Before the phone service no longer becomes an option for Aidan (he eventually gets an “all circuits are busy” message every time he tries to use his phone), he checks his voice mail and finds out that his parents have barricaded themselves in an office building, while Aidan’s younger sister has escaped to try and go to the family cabin. (In “#Alive,” the isolated protagonist is younger than the Aidan character, and he lives with his parents and his sister.)

One of the biggest plot holes in “Alone” is that the zombie plague spread so quickly, and yet there are no signs of the military or law enforcement trying to fight the zombies in an effort to save people’s lives. This lack of government defense in “Alone” is absolutely illogical, because when the military and police are nowhere to be found during a zombie apocalypse, it’s usually after a certain period of time when resources are depleted and the military and law enforcement have given up trying to fight off the zombies. With nowhere to go and no one to turn to for help, Aidan spends the majority of the movie by himself.

Early on when the zombie apocalypse hits, Aidan lets in an agitated neighbor named Brandon (played by Robert Ri’chard), who (not surprisingly) has been bitten by a zombie and quickly turns into a zombie while he’s in Aidan’s apartment. Aidan is able to get Brandon out of the apartment in time, but the hallways are filled with zombies that keep pounding on the door and trying to break into apartments. Aidan barricades his front door with his refrigerator.

These are not slow-walking zombies, like the ones in director George Romero’s 1968 classic “Night of the Living Dead.” The zombies in “Alone” run quickly, they’re all starving for human flesh, and they blurt out and repeat things like “Kill me,” as if they consciously know they’re doomed and want to be put out of their misery.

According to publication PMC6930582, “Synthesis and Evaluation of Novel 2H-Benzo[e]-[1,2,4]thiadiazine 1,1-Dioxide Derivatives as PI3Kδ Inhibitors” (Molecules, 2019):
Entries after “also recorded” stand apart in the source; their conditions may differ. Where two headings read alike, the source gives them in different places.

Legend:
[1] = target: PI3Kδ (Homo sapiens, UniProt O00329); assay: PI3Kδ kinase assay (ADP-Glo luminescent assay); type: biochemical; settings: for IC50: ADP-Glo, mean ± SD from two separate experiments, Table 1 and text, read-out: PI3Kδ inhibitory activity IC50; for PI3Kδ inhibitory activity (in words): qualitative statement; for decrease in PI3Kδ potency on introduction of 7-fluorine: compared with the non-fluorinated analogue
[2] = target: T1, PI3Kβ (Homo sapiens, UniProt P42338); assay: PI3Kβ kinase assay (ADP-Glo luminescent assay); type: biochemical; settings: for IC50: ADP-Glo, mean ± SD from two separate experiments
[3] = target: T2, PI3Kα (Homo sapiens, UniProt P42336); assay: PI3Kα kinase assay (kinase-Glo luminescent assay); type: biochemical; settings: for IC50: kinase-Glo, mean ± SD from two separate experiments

Another terrifying thing about these zombies is that they will only eat humans who are alive. Dead human flesh means nothing to them. They are also sensitive to sound and will run in the direction of any noise.

“Alone” does a pretty good job of making the zombies in the movie very gruesome-looking. They also have an extra-creepy factor because they can still talk, even after they’ve fully become zombies. In most zombie stories, the zombies lose their ability to talk. However, because so much of the movie is centered on Aidan being alone, it’s disappointing that so little effort is put into showing who Aidan really is as a person, except for being a scared guy who lives by himself.

The movie never mentions what Aidan does for a living, and the only hobby he’s shown to have is surfing, because he has a surfboard in his apartment. It’s implied that he’s plays rock music, because of the electric guitar he has in his apartment, but is it just a hobby or is he a professional musician? The movie never gives an answer to that question, nor does it reveal anything significant about Aidan’s past. There’s a scene where he looks at some family photos and a video of his mother on Hollywood Boulevard, but that’s it.

Early on in the movie, when Aidan knows that he’s going to have to spend a great deal of time by himself, he starts making video blogs, also known as vlogs. In one of the vlogs, he mentions that this is the first time in his life he’s been alone for an extended period of time. And yet, the movie never gives a sense of Aidan having any friends whatsoever.